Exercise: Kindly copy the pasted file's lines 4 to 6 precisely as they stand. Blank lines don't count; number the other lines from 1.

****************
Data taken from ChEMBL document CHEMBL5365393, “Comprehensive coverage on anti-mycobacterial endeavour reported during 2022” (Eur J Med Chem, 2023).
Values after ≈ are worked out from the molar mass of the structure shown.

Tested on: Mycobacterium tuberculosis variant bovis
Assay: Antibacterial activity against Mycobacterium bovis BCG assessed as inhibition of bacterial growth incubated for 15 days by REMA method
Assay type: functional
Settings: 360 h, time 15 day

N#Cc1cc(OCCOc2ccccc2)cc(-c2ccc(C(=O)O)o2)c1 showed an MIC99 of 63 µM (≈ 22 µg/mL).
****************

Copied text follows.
Assay: Antibacterial activity against Mycobacterium bovis BCG assessed as inhibition of bacterial growth incubated for 15 days by REMA method
Assay type: functional
Settings: 360 h, time 15 day